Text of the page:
Montana residents may rely on their doctors and other medical professionals to diagnose and treat illnesses as they arise, but they may also have good reason to be concerned about mistakes. Every year, around 12 million people across the country are affected by diagnostic errors. Of course, these may vary widely in terms of their severity. Some people may have a correct diagnosis delayed for only a short time until test results come in, while other people may suffer a severely worsened medical condition due to the failure to diagnose a progressive disease.
Every year, up to 80,000 people lose their lives as a result of medical errors stemming from a misdiagnosis. One of the most serious concerns is the failure to diagnose cancer. Because cancer is typically a progressive disease and early detection and treatment may have a significant impact on recovery and survival, a mistaken diagnosis may mean that patients lose vital time to receive the treatment they need. Patients may not learn about their diagnosis until it is too late for effective surgery or chemotherapy.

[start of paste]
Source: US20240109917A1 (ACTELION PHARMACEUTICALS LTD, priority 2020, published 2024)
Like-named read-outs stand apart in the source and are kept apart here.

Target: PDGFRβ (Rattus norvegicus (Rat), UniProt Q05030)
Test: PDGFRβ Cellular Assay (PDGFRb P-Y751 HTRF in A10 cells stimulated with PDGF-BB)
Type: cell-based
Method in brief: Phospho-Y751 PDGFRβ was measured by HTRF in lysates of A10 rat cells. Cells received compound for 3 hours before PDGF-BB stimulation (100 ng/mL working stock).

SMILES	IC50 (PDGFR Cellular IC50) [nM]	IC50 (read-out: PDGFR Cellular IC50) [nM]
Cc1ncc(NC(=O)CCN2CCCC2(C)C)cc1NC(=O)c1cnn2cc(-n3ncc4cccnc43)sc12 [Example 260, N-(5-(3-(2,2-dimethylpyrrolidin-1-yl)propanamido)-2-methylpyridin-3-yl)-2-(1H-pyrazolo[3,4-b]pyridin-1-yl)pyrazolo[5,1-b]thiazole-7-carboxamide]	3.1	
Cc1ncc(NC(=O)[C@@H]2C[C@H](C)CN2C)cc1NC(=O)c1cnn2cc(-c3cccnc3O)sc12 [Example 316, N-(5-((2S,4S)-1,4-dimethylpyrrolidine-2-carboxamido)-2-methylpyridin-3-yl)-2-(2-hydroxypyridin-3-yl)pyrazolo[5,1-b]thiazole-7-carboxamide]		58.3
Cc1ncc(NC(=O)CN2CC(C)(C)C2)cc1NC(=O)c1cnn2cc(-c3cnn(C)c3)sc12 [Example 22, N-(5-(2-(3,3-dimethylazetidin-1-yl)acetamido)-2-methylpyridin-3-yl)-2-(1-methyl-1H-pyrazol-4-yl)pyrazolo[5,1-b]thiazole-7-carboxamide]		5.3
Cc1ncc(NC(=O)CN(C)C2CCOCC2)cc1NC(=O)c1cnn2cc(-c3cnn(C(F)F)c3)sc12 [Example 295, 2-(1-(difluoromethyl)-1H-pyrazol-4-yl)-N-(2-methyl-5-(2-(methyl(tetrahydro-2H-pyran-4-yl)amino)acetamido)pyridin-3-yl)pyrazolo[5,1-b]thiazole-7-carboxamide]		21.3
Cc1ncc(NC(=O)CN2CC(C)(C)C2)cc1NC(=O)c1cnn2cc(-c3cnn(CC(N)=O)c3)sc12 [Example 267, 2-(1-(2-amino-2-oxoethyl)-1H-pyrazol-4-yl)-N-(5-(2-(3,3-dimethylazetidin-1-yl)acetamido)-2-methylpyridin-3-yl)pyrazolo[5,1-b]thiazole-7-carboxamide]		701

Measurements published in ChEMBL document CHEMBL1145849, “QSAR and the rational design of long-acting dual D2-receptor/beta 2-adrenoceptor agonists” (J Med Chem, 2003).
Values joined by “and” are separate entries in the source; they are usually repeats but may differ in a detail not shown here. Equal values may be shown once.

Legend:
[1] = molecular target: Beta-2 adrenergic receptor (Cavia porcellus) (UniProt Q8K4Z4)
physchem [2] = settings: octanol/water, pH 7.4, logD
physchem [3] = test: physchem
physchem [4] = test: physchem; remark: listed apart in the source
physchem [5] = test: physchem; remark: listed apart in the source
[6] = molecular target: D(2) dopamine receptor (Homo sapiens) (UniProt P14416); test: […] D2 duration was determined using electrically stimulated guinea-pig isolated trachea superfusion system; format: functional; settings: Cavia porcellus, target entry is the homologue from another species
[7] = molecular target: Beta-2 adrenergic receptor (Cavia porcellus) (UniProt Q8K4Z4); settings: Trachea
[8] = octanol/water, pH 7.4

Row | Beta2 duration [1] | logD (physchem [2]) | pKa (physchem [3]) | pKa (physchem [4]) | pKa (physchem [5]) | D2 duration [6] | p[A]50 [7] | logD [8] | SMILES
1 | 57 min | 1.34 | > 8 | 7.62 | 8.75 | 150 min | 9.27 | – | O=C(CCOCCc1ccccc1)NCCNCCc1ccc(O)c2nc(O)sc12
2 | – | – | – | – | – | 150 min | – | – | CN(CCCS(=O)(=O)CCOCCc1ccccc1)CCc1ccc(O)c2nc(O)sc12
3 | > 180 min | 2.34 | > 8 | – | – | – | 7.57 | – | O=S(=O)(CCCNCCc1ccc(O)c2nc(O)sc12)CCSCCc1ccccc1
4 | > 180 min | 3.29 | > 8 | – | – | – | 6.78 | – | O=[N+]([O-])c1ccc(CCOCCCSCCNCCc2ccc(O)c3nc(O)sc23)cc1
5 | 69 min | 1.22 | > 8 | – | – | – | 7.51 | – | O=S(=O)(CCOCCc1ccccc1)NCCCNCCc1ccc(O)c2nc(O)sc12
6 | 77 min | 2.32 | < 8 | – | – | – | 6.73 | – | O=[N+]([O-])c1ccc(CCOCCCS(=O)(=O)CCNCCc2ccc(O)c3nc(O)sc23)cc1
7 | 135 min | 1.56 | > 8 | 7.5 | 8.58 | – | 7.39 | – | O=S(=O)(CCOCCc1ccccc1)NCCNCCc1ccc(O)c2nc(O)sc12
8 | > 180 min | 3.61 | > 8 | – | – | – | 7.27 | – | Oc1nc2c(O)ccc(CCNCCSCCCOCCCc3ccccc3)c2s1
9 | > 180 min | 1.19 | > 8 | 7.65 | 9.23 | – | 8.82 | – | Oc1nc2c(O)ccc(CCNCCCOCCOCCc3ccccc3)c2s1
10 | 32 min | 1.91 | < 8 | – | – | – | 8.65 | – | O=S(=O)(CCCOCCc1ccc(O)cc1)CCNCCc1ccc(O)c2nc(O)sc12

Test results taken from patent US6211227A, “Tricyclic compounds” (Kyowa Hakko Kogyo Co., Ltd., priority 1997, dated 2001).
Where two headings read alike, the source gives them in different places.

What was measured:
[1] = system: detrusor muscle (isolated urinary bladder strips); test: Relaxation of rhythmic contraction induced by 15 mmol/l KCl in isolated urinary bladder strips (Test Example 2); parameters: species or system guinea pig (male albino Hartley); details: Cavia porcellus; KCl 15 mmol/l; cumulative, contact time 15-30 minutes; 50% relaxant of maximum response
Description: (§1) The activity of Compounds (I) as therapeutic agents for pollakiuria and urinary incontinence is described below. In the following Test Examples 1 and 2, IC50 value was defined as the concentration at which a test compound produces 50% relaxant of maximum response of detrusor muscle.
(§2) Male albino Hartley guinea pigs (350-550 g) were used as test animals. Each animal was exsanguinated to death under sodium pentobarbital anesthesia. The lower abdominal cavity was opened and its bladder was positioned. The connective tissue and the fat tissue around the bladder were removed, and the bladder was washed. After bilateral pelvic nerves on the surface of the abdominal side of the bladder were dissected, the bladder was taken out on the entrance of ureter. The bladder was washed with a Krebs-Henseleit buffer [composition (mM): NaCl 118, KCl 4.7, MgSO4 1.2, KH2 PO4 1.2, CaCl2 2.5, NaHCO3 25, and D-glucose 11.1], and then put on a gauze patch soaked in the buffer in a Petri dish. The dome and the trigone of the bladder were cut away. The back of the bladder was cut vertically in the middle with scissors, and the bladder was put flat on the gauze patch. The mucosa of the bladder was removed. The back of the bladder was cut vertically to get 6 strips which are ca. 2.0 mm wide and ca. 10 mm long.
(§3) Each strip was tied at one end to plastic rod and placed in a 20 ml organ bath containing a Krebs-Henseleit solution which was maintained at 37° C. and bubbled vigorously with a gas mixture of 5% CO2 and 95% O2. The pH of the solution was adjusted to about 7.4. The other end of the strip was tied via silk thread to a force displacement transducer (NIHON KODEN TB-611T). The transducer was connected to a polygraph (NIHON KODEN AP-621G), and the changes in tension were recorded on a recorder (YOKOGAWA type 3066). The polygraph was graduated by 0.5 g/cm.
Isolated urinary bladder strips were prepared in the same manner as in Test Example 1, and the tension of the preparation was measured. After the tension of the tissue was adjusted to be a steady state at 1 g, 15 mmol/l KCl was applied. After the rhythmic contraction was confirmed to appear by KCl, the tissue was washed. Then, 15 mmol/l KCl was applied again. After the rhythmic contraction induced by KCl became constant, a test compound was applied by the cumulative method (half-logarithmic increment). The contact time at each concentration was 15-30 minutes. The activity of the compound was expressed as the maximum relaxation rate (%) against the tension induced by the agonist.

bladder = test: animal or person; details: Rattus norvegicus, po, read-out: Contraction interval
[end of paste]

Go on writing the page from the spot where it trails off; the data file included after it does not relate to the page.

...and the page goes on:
Medical errors can intersect with other social concerns, and this is one place where this seems to be the case. Women and people of color are up to 30% more likely to be diagnosed. In some cases, this may be partially due to the attention given to male symptoms when women may have an entirely different symptom profile, as is the case with heart disease. There is also a long history of medical racism and sexism with which these patients contend.
A medical misdiagnosis can lead to serious problems, especially for people given incorrect treatments or who suffer a worsened condition as a result. A medical malpractice attorney may provide advice on how affected patients may seek compensation for their damages.